Double Act is a novel by Jacqueline Wilson, published in 1995.
Ruby and Garnet are ten-year-old twins. Identical. They do everything together, especially since their mother died three years earlier. But can being a double act work forever? When so much around them is changing...
The book takes the form of the twins alternately narrating the story of their life in an Accounts book. Ruby and Garnet are ten-year-old identical twins living with their father and grandmother since their mother, Opal, died. The two have always been close despite their differences- Ruby is social, and keen to let her opinions be heard, while introverted Garnet is content to let Ruby dominate their relationship. When their father gets a new girlfriend(Rose) and a new job, their once stable relationship is thrown into turmoil, as the relationship leads to feelings of betrayal from their father to their late mother, and it comes with a big price- leaving their grandmother behind for a house in the country.
As Ruby is very dominating, she insists that the girls shouldn't stand for their new lifestyle. She and Garnet start off well in school, but once Garnet makes a new friend, Ruby sulks and Garnet quickly changes to stop her feeling upset. After this, they do not behave properly in school and do not talk to anyone else.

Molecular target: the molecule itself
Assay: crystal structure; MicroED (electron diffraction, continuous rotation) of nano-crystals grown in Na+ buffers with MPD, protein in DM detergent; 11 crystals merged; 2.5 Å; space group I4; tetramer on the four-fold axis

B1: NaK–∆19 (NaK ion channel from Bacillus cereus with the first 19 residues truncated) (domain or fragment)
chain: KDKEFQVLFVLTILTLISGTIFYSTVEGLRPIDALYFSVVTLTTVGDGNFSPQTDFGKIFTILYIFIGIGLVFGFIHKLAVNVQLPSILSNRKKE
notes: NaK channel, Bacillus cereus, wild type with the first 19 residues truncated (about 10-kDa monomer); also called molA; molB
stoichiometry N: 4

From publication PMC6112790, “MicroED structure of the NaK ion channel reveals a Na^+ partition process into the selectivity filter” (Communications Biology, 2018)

The twins find an article about auditions for a TV adaptation of The Twins at St. Clare's, and Ruby is keen to go ahead and audition, even though Garnet and their father do not agree. Surprisingly, Rose is supportive, although her efforts are for nothing, as Garnet and Ruby have to run away to London to audition. Although Garnet isn't keen on the idea, she is about to deliver a good audition but the twins father appears just as she is about to begin, making her feel terrible for messing up the audition.
Near summer, Ruby, realizing that the school where the TV movie is being filmed at is a prestigious boarding school for girls, Marnock Heights, decides that the pair ought to sign up for scholarships- of which there is only one. Despite their father's early hesitation to the idea, he encourages Garnet to go ahead with the school after it is revealed that she won the scholarship. (Ruby was confident that she would win it if they both couldn't 'wangle one' together). Garnet is torn between pleasing her sister and doing something different, for once. Meanwhile, Ruby refuses to talk to her, and often wanders off on her own. She is determined to be different from Garnet, and ends up cutting off her hair.
She does not let herself be around Garnet for the whole summer, and even though they both feel as though they are missing something, Ruby is too proud to apologize while Garnet wishes she was able to. At this point in the novel, Garnet is no longer narrating- Ruby has changed the "book" to a Memorandum, which she continues writing in until the end of the book. After making friends with someone she previously considered rather a bully, Ruby starts to realize that she and Garnet don't need to be the same, and don't have to do the same things, to be happy. She also realizes, alternately, that being together would have helped Garnet feel better about leaving. Ruby finds a friend in Rose, also, who encourages her to say sorry to Garnet.
In the end, Ruby apologizes to Garnet, and they both realize that they can still be together while apart, as long as they remember each other. Garnet leaves for school, and writes a letter about how much she is enjoying it.
Jeremy Tredgold or Blob